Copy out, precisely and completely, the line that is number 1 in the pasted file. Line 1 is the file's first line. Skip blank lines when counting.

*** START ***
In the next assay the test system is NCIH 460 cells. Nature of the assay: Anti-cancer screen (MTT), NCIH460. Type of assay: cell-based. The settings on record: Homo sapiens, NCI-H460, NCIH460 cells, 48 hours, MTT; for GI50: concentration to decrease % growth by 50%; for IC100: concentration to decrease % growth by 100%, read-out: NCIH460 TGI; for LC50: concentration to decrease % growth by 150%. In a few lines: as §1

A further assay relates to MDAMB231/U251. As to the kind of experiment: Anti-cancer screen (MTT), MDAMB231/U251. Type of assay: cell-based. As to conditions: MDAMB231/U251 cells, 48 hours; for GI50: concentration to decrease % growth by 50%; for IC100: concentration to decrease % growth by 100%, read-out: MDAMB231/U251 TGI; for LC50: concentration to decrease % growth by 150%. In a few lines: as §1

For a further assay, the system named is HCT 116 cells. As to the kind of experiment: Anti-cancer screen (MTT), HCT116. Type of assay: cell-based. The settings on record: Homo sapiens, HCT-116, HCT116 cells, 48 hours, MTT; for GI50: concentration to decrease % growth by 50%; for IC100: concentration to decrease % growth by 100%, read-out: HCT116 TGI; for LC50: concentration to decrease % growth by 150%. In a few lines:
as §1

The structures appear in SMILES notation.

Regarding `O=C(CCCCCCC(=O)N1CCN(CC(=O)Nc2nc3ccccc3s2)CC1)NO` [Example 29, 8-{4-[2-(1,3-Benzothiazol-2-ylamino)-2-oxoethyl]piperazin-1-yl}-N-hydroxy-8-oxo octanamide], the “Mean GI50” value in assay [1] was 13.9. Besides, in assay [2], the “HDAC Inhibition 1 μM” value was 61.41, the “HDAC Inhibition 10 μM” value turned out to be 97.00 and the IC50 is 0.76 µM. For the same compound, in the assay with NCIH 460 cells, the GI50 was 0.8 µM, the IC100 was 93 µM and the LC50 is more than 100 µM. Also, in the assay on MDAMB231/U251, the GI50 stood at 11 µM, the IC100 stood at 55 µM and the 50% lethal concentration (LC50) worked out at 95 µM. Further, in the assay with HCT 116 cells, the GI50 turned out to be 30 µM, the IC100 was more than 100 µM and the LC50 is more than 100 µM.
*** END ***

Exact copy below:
In the next assay the test system is NCIH 460 cells. Nature of the assay: Anti-cancer screen (MTT), NCIH460. Type of assay: cell-based. The settings on record: Homo sapiens, NCI-H460, NCIH460 cells, 48 hours, MTT; for GI50: concentration to decrease % growth by 50%; for IC100: concentration to decrease % growth by 100%, read-out: NCIH460 TGI; for LC50: concentration to decrease % growth by 150%. In a few lines: as §1